This painful, purulent, malodorous, 5 x 5-cm ulcer developed a few days after the 71-year-old patient had struck his foot against a radiator. For the past 24 hours, he had subjective fevers and chills. He denied recent travel and saltwater or freshwater exposure. He had chronic lymphedema and admitted to drinking alcohol socially.
Leukocytosis with bandemia was noted on hospital admission. Intravenous vancomycin was started; intravenous piperacillin/tazobactam was added the next day. A contrast CT scan of the right leg showed cellulitis without evidence of abscess or osteomyelitis. Blood cultures grew a gram-negative rod. Lower extremity venous Doppler studies revealed bilateral below-the-knee deep venous thromboses.
Low-grade fever and right foot swelling persisted despite therapy. Because of the lack of response, surgical debridement was performed. Deep tissue wound specimens grew Aeromonas hydrophila that was sensitive to piperacillin/tazobactam. Vancomycin was discontinued; defervescence was noted following debridement, and the patient remained afebrile.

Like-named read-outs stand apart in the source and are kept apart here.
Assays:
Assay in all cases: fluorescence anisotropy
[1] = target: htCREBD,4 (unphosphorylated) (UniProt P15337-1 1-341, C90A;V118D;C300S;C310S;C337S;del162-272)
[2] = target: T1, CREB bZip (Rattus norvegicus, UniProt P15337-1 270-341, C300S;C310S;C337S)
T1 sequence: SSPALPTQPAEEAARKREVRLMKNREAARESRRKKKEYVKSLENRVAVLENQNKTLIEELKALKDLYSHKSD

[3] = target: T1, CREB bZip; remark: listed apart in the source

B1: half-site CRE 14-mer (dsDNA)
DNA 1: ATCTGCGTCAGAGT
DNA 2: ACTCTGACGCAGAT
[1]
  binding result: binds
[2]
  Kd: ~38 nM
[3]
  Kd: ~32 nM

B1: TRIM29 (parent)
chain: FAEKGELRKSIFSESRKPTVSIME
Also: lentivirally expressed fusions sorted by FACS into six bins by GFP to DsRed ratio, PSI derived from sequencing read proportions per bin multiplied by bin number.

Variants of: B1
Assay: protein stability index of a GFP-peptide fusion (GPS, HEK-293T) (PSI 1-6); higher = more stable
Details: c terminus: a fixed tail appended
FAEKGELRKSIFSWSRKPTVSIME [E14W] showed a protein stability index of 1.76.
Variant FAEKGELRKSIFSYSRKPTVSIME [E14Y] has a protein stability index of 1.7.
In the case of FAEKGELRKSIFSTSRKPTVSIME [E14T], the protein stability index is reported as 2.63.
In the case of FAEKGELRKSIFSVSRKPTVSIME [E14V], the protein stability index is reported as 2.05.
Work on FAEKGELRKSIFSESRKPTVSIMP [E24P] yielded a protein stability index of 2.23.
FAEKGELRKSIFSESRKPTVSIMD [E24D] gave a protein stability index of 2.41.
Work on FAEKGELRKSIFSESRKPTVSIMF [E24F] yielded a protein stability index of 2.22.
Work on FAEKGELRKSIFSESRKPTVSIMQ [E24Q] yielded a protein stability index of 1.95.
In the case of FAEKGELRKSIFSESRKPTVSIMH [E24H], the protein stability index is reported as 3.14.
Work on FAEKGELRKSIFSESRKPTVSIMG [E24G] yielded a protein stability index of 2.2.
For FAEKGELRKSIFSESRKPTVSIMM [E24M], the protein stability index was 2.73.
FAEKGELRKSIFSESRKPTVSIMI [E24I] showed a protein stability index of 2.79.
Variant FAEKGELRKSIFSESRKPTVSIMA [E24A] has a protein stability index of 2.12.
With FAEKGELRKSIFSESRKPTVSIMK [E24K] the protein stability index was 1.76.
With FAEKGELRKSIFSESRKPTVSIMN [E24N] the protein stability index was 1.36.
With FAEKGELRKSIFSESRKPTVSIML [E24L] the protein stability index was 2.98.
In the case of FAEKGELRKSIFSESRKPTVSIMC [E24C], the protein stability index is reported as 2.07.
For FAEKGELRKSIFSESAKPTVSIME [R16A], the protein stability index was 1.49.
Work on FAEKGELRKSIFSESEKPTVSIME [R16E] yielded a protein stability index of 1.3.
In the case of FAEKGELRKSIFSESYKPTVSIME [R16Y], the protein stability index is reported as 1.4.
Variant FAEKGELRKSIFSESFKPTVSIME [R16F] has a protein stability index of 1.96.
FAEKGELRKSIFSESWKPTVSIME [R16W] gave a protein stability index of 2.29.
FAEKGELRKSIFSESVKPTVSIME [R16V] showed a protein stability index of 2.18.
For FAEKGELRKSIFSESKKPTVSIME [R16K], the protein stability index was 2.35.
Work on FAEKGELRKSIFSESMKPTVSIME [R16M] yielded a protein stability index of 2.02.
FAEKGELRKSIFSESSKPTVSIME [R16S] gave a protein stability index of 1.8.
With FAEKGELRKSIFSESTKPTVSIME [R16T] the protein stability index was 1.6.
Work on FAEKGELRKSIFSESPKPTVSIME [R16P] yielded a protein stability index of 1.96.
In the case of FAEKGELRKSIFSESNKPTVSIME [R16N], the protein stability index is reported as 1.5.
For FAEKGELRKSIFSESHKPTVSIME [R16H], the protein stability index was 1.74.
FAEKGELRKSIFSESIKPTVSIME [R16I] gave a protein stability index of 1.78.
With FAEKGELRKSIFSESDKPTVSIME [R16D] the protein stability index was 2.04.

Further questioning revealed that the patient had recently cleaned and prepared fresh fish, which an acquaintance had brought from Virginia. His antibiotic regimen was changed to oral ciprofloxacin, and he was discharged.
It is important to take a thorough history and consider uncommon causes of cellulitis, especially when initial antibiotic therapy fails or risk factors for infection are present. This patient had several such risk factors, including prior lymphatic as well as venous insufficiency. He also had multiple hypodense hepatic lesions on CT scan and was a presumed “social” drinker of alcohol. Although these may have been incidental findings, liver disease may have increased his risk of further complications.
Aeromonas is an aerobic gram-negative rod usually found in freshwater and marine environments; it is most prominent in the Northern Hemisphere during the warmer months. The skin of the lower extremities is the most common site of infection, usually after traumatic exposure to contaminated water or soil. Aeromonas infection and cellulitis often develop within 8 to 48 hours of exposure, and systemic signs are common. Manifestations may include hemorrhagic bullae, subcutaneous bleeding, and purpura. Aeromonas is typically highly susceptible to penicillins combined with β-lactamase inhibitors, second- and third-generation cephalosporins, aminoglycosides, and fluoroquinolones.
When patients do not respond to antibiotics for presumed common cellulitis, it may be prudent to obtain further imaging such as CT or MRI of the affected limb to rule out soft tissue collections, soft tissue emphysema, and necrotizing fasciitis. Surgical debridement may be indicated for deep soft tissue infection, necrosis, and purulent collections that are inadequately draining.
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